28 August. The Twelve Pins presented a problem, both of size and accessibility. This was met by the formation of two small parties; one directed at Ben Lettery from the road in the south and the other at Muchanaght along the line of the Kylemore River, from the north-east. Both groups found good ground and had interesting finds to report. The Ben Lettery group recorded Blasia pusilla*, Anastrepta orcadensis, Herberta hurchinsiae, Scapania irrigua*, Trichostomum hibernicum, Isothecium myosuroides var. brachythecioides, Orthothecium intricatum, Isopterygium pulchellum*, Sphagnum strictum*, S. quinquefarium and S. molle*. Mr R. Lewis followed the summit of the quartzite ridge to find Dicranodontium uncinatum* on Bengower. In the north Mr Crundwell, following a hunch, crossed the steep slopes above Glencorbet and made for Benbaun. On a small outcrop of highly calcareous rock at about 700ft. he found Leiocolea muelleri*, Scapania aspera, Cololejeunea calcarea*, Gymnostomum calcareum, Mnium orthorhynchum* and M. marginatum*. On the north side of Benbaun, at about 1500 ft., were Mastigophora woodsii*, Scapania ornithopodioides, Radula aquilegia, Dicranodontium denudatum* and Orthothecium intricatum. The weathering schist on the north side of Muchanaght, extending up to about 2000 ft., carried most of the species noted on non-calcareous rock elsewhere and also: Bazzania pearsoni*, Scapania aequiloba*, Porella laevigata*, Polytrichum alpinum, Rhabdoweissia fugax, R. crenulata, Leptodontium recurvifolium, Splachnum ovatum*, Pohlia cruda*, Pohlia rothii* and Hylocomium umbratum.
29 August. The woods around Kylemore Castle had been expected to prove very productive, but after our experiences at Tullywee Bridge and Ballynahinch we were less optimistic. Some interesting plants were found, however, including: Hygrobiella laxifolia, Radula voluta, Drepanolejeunea hamatifolia, Lejeunea holtii*, Harpalejeunea ovata, Marchesinia mackaii, Jubula hutchinsiae, Frullania microphylla, F. fragillifolia*, Fissidens pusillus, F. taxifolius*, Zygodon conoideus and Hypnum cupressiforme var. mamillatum*. The party separated into two groups for the afternoon; one group returned to the area of Lough Fee, where they recorded Grimmia retracta* and Bryum obconicum*; the other went to the low ground lying north of Lough Inagh. Two of the second party penetrated as far as the corrie north of Bencollaghduff and recorded: Riccardia sinuata*, Solenostoma sphaerocarpa*, Lepidozia trichoclados*, Dicranodontium uncinatum and Hylocomium umbratum.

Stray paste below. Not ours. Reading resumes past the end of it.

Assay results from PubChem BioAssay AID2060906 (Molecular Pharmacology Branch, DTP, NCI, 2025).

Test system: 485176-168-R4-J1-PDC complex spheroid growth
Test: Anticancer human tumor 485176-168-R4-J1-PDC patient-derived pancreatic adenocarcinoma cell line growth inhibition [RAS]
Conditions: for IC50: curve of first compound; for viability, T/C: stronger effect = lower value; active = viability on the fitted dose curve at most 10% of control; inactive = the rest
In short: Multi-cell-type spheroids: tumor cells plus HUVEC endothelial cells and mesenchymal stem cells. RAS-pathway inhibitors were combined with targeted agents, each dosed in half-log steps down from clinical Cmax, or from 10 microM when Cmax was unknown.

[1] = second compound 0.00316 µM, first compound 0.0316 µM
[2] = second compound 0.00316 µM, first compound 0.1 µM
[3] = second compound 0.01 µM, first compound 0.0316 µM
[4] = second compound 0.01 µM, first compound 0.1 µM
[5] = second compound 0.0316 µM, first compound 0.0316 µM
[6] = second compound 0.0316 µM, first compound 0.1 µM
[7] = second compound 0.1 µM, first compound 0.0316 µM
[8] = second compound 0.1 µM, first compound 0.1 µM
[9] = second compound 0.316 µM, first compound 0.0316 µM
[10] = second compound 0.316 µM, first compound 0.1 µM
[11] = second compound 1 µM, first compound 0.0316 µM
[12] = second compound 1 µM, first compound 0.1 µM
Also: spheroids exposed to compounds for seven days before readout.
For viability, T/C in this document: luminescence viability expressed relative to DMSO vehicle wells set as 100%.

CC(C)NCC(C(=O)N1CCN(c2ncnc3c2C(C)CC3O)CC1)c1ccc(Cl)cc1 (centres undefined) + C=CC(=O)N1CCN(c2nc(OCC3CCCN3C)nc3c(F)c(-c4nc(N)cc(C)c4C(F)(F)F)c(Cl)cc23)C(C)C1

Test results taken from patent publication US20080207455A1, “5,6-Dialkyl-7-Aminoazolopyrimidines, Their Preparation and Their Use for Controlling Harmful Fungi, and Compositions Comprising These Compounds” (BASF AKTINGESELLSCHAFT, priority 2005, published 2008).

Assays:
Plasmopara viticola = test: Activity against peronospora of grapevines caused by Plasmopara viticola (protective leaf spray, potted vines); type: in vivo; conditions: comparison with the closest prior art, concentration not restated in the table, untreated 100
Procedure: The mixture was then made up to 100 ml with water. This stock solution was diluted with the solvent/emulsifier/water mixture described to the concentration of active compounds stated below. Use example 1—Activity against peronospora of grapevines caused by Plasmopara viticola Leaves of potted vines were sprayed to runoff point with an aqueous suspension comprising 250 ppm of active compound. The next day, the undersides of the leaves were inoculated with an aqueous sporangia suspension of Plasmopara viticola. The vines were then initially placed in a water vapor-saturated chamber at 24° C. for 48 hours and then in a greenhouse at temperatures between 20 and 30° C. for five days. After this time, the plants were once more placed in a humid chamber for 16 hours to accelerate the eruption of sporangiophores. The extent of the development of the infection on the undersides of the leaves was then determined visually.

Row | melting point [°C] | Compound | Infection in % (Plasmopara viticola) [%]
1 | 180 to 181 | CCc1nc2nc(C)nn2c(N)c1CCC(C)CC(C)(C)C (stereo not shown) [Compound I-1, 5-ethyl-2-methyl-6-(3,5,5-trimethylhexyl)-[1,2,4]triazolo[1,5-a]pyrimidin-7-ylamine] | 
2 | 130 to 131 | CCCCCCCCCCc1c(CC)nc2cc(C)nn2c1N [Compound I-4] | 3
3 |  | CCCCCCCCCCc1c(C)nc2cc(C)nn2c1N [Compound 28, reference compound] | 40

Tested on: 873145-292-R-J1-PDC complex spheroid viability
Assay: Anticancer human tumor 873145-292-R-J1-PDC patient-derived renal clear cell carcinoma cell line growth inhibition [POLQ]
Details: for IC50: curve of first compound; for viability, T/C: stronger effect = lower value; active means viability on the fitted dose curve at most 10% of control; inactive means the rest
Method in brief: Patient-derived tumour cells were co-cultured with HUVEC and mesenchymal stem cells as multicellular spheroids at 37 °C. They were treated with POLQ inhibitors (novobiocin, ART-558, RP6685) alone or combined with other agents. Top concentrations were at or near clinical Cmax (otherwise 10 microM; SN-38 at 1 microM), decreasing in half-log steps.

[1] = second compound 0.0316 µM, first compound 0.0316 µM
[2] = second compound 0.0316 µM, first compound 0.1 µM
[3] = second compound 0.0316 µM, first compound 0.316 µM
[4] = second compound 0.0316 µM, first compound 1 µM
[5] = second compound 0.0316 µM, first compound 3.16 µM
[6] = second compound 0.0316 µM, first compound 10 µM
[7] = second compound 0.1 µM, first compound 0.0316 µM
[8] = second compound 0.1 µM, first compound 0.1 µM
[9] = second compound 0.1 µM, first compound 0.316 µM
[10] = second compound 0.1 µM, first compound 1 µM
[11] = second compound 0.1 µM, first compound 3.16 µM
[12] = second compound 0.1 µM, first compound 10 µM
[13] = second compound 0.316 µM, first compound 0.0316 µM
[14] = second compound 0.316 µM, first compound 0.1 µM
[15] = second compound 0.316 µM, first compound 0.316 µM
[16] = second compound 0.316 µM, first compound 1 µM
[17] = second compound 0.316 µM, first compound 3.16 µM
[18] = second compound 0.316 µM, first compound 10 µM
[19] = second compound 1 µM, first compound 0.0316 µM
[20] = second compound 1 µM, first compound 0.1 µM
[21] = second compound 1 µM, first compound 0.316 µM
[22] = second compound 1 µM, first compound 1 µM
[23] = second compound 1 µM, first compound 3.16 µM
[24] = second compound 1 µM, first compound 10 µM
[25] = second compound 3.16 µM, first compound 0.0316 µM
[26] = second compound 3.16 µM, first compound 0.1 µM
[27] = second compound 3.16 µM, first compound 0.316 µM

30 August. Lissoughter, a low isolated hill just east of the Twelve Pins, was chosen as the scene of our final excursion. The weather was bad as we slowly climbed the west side looking for signs of base-rich rocks. Although we found low cliffs with Asplenium viride and Saxifraga oppositifolia, the bryophytes were disappointing, the most interesting being: Diphyscium foliosum, Grimmia funalis, Glyphomitrium daviesii and Ulota americana. Some members had to leave in the early afternoon, but a small party was left to examine the woodland at the north end of Derryclare Lough. The woods yielded: Frullania germana, Eucladium verticillatum*, Zygodon conoideus, Isothecium striatulum* and Isopterygium depressum. Grimmia retracta and G. decipiens were collected from boulders on the lough shore.
I should like to express the thanks of the party to The Very Reverend, The Lady Abbess at Kylemore, to the Forestry Division of the Department of Lands and their foresters Mr P. M. O’Flaherty and Mr T. P. Cox for facilitating our visits to Kylemore woods, Ballynahinch, Garryland Wood and Chevy Chase, respectively. I should like also to add my personal thanks to the members attending the meeting for their cheerful co-operation while they were in Ireland and subsequently for their help in the preparation of this account. The small number attending, the mobility of the party, and the large number of new records to be made gave the meeting a distinctive character. Although our finds excel in quantity rather than in quality perhaps we have demonstrated the value of this type of meeting in dealing with the more poorly recorded parts of the British Isles.
R. E. Parker
NOTE This account was prepared before all the plants listed in it as N.C.R.’s had been checked, and accepted by the recorders. Census Catalogues should therefore be amended only by reference to the lists of N.C.R.’s prepared by the recorders.